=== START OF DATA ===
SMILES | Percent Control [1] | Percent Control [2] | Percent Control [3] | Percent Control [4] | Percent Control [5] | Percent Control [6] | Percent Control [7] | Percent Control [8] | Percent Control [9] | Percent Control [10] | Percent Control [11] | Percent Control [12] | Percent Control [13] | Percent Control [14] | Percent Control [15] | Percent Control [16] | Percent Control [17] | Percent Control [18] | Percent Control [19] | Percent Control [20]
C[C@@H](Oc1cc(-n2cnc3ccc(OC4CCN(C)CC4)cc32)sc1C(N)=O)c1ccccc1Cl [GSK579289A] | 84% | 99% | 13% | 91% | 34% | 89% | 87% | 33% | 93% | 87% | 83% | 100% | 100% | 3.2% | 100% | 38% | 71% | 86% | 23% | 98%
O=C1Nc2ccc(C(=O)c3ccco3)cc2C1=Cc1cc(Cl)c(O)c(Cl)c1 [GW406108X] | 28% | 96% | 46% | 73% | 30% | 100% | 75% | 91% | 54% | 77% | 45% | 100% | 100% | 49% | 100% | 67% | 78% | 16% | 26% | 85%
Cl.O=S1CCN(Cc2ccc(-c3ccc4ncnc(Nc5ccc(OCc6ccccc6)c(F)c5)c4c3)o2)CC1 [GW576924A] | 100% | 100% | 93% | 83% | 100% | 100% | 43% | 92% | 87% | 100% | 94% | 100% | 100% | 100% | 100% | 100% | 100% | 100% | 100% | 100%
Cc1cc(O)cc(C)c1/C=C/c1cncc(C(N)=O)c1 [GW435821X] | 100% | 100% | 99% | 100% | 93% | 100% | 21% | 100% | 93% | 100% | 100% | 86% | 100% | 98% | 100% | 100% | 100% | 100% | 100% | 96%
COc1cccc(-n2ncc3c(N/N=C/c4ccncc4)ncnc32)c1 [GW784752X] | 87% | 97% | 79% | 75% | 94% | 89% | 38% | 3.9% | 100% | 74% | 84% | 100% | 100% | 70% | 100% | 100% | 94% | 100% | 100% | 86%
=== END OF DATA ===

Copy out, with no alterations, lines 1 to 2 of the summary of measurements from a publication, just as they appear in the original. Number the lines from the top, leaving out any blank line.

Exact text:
SMILES | Percent Control [1] | Percent Control [2] | Percent Control [3] | Percent Control [4] | Percent Control [5] | Percent Control [6] | Percent Control [7] | Percent Control [8] | Percent Control [9] | Percent Control [10] | Percent Control [11] | Percent Control [12] | Percent Control [13] | Percent Control [14] | Percent Control [15] | Percent Control [16] | Percent Control [17] | Percent Control [18] | Percent Control [19] | Percent Control [20]
C[C@@H](Oc1cc(-n2cnc3ccc(OC4CCN(C)CC4)cc32)sc1C(N)=O)c1ccccc1Cl [GSK579289A] | 84% | 99% | 13% | 91% | 34% | 89% | 87% | 33% | 93% | 87% | 83% | 100% | 100% | 3.2% | 100% | 38% | 71% | 86% | 23% | 98%